The impact of the COVID-19 pandemic has been felt everywhere, including the world of malpractice insurance coverage. As the world of healthcare changes, physicians will need to add telehealth services to their standard operations. This comes with an increased risk of malpractice related claims. The first step to understanding your risk is to clarify, what exactly is telehealth?
Telehealth provides patients with a way to seek care from the comfort of their own home. Telehealth uses telecommunications to connect a patient and a provider. Telehealth can include:
- Talking to your doctor live over the phone or through video chat.
- Using chat to send messages, emails, or secure medical files
- Use remote patient monitoring so your doctor can check on you at home. For example, you might use a device to gather ECG or other vitals to help your doctor stay informed on your progress.
In addition to understanding what telehealth is and how it will be used to provide care to patients, physicians must educate themselves on the rules and regulations surrounding the use of telehealth to treat patients. For example, some states require a physician to see a patient in person before providing any kind of telehealth related care. State laws can also vary on who is responsible for obtaining patient consent, the originating site provider or the treating physician. Always educate yourself of the local and state laws surrounding the use of telehealth to provide care to patients.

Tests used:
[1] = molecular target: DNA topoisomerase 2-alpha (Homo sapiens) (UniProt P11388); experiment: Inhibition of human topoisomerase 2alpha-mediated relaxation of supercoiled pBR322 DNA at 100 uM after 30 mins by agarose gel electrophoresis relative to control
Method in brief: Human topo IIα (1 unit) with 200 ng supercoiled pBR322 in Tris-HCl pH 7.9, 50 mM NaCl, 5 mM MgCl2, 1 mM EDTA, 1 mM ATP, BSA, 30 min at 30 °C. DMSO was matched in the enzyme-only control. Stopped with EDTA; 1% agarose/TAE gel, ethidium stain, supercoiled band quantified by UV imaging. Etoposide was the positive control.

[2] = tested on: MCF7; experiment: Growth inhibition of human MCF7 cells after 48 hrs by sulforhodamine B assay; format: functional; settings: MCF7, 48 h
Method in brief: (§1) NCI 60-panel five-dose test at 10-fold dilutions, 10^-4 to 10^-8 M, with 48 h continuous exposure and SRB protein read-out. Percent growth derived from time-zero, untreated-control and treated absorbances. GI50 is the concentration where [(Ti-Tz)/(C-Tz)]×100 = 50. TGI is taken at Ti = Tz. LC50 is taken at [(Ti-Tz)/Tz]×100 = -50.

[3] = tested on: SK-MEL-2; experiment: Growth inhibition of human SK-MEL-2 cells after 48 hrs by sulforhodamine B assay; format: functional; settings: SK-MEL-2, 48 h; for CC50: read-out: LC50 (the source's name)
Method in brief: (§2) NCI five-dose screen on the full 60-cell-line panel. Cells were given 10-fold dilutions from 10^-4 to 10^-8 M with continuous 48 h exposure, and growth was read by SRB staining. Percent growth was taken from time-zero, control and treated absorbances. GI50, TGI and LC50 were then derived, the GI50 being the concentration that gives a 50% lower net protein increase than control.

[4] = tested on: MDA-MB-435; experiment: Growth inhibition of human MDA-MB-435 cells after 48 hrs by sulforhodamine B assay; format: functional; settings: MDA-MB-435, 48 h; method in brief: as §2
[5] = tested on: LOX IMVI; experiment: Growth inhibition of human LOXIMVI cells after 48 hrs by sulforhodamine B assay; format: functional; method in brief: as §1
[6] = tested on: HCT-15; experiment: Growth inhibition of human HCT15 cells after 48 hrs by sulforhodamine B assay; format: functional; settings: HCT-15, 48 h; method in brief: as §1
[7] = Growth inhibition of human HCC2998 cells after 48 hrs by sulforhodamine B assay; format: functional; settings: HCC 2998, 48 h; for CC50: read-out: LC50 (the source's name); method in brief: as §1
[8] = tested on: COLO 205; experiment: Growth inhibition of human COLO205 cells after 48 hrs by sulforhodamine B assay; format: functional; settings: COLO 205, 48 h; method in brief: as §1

Risks arise when physicians fail to educate themselves on the rules and regulations surrounding telehealth, but is it equally important to educate yourself on the proper use of telehealth to reduce your legal risk. Providing healthcare using telehealth doesn’t create new risks so much as it creates new opportunities to overlook proper procedures.
For example, consent forms and rules surrounding privacy of patients are two things that pose legal risk to your practice if overlooked. These are not new concepts but the unfamiliar delivery over telecommunication can lead to oversights. Most importantly, experts advise physicians to seek out training in delivering telemedicine services to ensure that they’re not only following the applicable rules, but also so they’re delivering the best possible care in this new setting.
Protect your practice against the increased risk of claims brought against you due to telehealth in these unprecedented times. Don’t let this changing world overwhelm you, Contact us at CARE today to let us help you find a policy that will cover your needs.